News | Radiation Dose Management | January 27, 2016

Image Wisely Initiates New Annual Pledge Process

New requirement replaces one-time pledge to reinforce commitment to radiation safety

Image Wisely, annual pledge process, medical imaging, radiation safety

January 27, 2016 — Image Wisely participants must now make yearly commitments, as opposed to a one-time pledge, confirming their ongoing dedication to safety in medical imaging.

“Requiring an annual Image Wisely pledge reinforces the solid commitment to eliminate unnecessary imaging exams and to only use the amount of radiation necessary to produce the image quality needed for the diagnostic imaging task,” said Richard L. Morin, Ph.D., FACR, FAAPM, co-chair of the Image Wisely Executive Committee and American College of Radiology (ACR) representative.

All individual pledges and associations/educational program pledges made before Jan. 1, 2016, will expire at the end of this year. Another change is that the pledge for facilities has been strengthened to make it more meaningful. Now, only one pledge option is available — facilities must be accredited and participate in a dose index registry in order to pledge. Facilities that had pledged to all three levels of the old version of the pledge will not have to re-pledge until 2017. All other facilities must take the new pledge in order to retain their Image Wisely Honor Roll status. New dated downloadable logos are being issued with this year’s pledges.

“While the benefits of medical imaging are well known, there are concerns about the radiation dose associated with imaging techniques, such as computed tomography (CT), nuclear medicine procedures, fluoroscopy and radiography,” said William W. Mayo-Smith, M.D., FACR, Executive Committee co-chair and Radiological Society of North America (RSNA) representative. “Image Wisely asks stakeholders to actually commit — by pledging support and using the radiation safety resources and free educational content on its website,” he added, noting that more than 40,000 individuals and facilities are currently participating.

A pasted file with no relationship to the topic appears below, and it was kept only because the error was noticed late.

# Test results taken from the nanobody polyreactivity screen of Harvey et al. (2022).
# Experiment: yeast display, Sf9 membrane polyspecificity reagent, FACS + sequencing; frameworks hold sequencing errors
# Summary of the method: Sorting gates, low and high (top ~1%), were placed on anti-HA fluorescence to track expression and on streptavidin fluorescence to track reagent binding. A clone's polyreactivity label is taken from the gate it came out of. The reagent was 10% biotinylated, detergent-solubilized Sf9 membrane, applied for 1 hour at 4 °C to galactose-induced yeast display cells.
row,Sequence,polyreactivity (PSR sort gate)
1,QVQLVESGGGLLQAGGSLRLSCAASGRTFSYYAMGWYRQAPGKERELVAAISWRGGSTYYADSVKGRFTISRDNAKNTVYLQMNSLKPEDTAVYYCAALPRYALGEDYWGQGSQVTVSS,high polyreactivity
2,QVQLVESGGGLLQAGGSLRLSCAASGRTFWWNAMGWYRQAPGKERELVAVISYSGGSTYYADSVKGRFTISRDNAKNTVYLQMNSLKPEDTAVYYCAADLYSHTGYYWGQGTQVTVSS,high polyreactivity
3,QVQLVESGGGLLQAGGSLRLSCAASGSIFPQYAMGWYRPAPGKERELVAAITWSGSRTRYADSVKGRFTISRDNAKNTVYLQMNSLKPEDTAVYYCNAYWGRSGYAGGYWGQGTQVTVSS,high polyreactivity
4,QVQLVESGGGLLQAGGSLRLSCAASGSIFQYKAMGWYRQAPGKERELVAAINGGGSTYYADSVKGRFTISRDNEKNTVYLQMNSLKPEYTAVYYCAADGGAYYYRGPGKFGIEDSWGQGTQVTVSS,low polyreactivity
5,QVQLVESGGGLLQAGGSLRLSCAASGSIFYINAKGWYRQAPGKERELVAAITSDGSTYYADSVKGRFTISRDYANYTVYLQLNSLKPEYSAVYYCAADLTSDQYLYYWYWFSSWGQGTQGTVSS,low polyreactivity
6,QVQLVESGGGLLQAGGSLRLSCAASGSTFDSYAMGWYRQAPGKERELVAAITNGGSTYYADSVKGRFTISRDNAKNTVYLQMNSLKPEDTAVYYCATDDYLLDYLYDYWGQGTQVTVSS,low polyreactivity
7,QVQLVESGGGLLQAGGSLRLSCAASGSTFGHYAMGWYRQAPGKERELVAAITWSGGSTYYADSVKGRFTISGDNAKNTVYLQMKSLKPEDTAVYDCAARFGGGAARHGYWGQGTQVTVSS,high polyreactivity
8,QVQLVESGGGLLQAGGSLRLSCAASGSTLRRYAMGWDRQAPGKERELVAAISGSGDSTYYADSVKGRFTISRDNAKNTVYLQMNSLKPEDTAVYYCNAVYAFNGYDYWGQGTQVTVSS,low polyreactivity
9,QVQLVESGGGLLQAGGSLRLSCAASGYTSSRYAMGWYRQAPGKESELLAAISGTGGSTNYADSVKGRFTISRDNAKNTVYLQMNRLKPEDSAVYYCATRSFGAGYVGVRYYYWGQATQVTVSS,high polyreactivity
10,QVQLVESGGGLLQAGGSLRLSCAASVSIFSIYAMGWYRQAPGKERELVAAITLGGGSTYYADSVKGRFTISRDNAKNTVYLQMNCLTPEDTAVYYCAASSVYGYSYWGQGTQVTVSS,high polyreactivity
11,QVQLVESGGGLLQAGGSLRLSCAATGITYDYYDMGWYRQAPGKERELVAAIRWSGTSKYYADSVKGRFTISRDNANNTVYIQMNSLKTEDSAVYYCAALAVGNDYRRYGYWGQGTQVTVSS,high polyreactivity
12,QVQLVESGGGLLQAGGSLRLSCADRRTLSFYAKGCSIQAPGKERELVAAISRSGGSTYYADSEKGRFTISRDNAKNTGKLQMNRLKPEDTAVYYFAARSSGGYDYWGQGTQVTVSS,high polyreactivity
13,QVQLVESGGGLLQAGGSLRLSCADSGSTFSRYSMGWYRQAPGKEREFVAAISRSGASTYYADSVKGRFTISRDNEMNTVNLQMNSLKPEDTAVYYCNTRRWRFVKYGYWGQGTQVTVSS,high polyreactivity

The Image Wisely website provides resources for radiologists, medical physicists and technologists who provide medical imaging care within the United States and for consumers of medical imaging care, including referring physicians and patients. Pledge takers are encouraged to send their patients to the website where they can learn about radiology benefits and risks.

Image Wisely is an initiative of the ACR, the RSNA, the American Association of Physicists in Medicine and the American Society of Radiologic Technologists. Radiologists, medical physicists and imaging technologists, as champions for the safe and effective use of radiation in medical imaging, recognized the need to promote these concepts to both the profession and the public and for the incorporation of dose optimization into all imaging practices. 

For more information: www.acr.org

Related Content

ASNC Announces Multisocietal Cardiac Amyloidosis Imaging Consensus